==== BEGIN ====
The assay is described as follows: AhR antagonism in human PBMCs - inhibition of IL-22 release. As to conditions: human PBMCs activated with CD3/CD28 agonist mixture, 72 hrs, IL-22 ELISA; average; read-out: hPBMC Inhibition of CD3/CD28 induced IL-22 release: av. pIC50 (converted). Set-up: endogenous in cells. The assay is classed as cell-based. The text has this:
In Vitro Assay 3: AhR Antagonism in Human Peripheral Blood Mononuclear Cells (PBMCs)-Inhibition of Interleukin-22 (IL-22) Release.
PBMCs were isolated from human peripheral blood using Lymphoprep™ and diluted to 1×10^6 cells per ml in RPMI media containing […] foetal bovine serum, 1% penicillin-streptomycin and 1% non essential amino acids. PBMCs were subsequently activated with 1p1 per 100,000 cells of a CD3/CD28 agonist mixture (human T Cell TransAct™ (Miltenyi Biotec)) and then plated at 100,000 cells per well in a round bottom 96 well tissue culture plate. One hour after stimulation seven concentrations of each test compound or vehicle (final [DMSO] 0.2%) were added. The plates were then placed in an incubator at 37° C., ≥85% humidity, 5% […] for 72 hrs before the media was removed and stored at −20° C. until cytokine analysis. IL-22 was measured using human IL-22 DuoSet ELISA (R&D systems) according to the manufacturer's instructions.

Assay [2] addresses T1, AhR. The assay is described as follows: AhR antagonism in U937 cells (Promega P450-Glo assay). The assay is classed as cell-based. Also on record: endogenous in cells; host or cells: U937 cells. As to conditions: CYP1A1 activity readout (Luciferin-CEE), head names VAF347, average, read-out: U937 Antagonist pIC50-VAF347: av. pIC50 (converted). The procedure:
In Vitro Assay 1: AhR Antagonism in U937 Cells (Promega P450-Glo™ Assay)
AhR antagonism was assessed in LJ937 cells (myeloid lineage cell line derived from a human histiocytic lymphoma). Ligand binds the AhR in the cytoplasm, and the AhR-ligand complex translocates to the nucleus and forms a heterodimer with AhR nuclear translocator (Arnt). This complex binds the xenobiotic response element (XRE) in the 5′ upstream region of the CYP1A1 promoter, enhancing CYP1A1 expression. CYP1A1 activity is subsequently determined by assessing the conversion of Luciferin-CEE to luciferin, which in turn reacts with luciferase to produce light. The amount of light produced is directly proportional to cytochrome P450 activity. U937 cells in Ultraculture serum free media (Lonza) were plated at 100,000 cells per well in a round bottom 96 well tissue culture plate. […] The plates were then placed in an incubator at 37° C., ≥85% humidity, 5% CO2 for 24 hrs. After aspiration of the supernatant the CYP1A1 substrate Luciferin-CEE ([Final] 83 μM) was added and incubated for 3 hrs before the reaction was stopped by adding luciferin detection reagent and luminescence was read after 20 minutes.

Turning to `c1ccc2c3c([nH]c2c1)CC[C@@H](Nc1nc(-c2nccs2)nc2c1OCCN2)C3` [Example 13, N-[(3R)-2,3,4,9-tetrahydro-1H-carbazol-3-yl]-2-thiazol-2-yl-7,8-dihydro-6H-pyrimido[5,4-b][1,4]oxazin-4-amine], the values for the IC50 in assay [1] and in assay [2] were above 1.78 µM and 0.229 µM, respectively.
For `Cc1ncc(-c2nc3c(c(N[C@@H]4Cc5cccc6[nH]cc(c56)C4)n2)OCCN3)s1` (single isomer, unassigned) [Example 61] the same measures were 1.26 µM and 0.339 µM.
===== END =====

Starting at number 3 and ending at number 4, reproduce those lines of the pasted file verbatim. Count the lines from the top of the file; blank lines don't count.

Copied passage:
PBMCs were isolated from human peripheral blood using Lymphoprep™ and diluted to 1×10^6 cells per ml in RPMI media containing […] foetal bovine serum, 1% penicillin-streptomycin and 1% non essential amino acids. PBMCs were subsequently activated with 1p1 per 100,000 cells of a CD3/CD28 agonist mixture (human T Cell TransAct™ (Miltenyi Biotec)) and then plated at 100,000 cells per well in a round bottom 96 well tissue culture plate. One hour after stimulation seven concentrations of each test compound or vehicle (final [DMSO] 0.2%) were added. The plates were then placed in an incubator at 37° C., ≥85% humidity, 5% […] for 72 hrs before the media was removed and stored at −20° C. until cytokine analysis. IL-22 was measured using human IL-22 DuoSet ELISA (R&D systems) according to the manufacturer's instructions.

Assay [2] addresses T1, AhR. The assay is described as follows: AhR antagonism in U937 cells (Promega P450-Glo assay). The assay is classed as cell-based. Also on record: endogenous in cells; host or cells: U937 cells. As to conditions: CYP1A1 activity readout (Luciferin-CEE), head names VAF347, average, read-out: U937 Antagonist pIC50-VAF347: av. pIC50 (converted). The procedure: